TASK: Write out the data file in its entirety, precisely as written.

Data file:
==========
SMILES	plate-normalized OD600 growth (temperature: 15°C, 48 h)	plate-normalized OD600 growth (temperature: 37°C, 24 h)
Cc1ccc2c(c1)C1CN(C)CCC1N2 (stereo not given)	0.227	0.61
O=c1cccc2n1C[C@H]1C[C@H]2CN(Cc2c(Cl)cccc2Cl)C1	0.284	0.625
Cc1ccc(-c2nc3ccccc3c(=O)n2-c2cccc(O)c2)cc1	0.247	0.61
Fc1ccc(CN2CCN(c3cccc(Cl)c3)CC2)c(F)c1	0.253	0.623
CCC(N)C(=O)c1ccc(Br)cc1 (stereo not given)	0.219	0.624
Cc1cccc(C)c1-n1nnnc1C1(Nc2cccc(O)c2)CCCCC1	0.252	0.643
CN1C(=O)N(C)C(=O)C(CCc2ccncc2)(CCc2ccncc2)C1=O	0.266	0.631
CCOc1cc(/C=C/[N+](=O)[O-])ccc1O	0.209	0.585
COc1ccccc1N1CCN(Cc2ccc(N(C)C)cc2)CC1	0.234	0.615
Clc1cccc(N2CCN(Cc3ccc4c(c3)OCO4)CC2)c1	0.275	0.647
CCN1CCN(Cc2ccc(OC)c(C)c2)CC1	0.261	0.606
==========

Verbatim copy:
SMILES	plate-normalized OD600 growth (temperature: 15°C, 48 h)	plate-normalized OD600 growth (temperature: 37°C, 24 h)
Cc1ccc2c(c1)C1CN(C)CCC1N2 (stereo not given)	0.227	0.61
O=c1cccc2n1C[C@H]1C[C@H]2CN(Cc2c(Cl)cccc2Cl)C1	0.284	0.625
Cc1ccc(-c2nc3ccccc3c(=O)n2-c2cccc(O)c2)cc1	0.247	0.61
Fc1ccc(CN2CCN(c3cccc(Cl)c3)CC2)c(F)c1	0.253	0.623
CCC(N)C(=O)c1ccc(Br)cc1 (stereo not given)	0.219	0.624
Cc1cccc(C)c1-n1nnnc1C1(Nc2cccc(O)c2)CCCCC1	0.252	0.643
CN1C(=O)N(C)C(=O)C(CCc2ccncc2)(CCc2ccncc2)C1=O	0.266	0.631
CCOc1cc(/C=C/[N+](=O)[O-])ccc1O	0.209	0.585
COc1ccccc1N1CCN(Cc2ccc(N(C)C)cc2)CC1	0.234	0.615
Clc1cccc(N2CCN(Cc3ccc4c(c3)OCO4)CC2)c1	0.275	0.647
CCN1CCN(Cc2ccc(OC)c(C)c2)CC1	0.261	0.606